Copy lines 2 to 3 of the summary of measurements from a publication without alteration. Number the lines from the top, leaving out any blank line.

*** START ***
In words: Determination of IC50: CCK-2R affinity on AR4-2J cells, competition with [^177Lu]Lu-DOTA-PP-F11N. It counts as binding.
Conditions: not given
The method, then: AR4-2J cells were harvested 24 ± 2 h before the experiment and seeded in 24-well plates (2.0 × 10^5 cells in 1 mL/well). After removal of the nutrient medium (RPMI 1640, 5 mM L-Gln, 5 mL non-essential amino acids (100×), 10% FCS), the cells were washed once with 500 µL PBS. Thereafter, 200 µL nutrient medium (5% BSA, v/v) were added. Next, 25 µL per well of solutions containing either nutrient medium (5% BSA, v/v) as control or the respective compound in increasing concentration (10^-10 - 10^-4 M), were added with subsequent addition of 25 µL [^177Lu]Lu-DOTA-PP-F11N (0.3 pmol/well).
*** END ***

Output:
Conditions: not given
The method, then: AR4-2J cells were harvested 24 ± 2 h before the experiment and seeded in 24-well plates (2.0 × 10^5 cells in 1 mL/well). After removal of the nutrient medium (RPMI 1640, 5 mM L-Gln, 5 mL non-essential amino acids (100×), 10% FCS), the cells were washed once with 500 µL PBS. Thereafter, 200 µL nutrient medium (5% BSA, v/v) were added. Next, 25 µL per well of solutions containing either nutrient medium (5% BSA, v/v) as control or the respective compound in increasing concentration (10^-10 - 10^-4 M), were added with subsequent addition of 25 µL [^177Lu]Lu-DOTA-PP-F11N (0.3 pmol/well).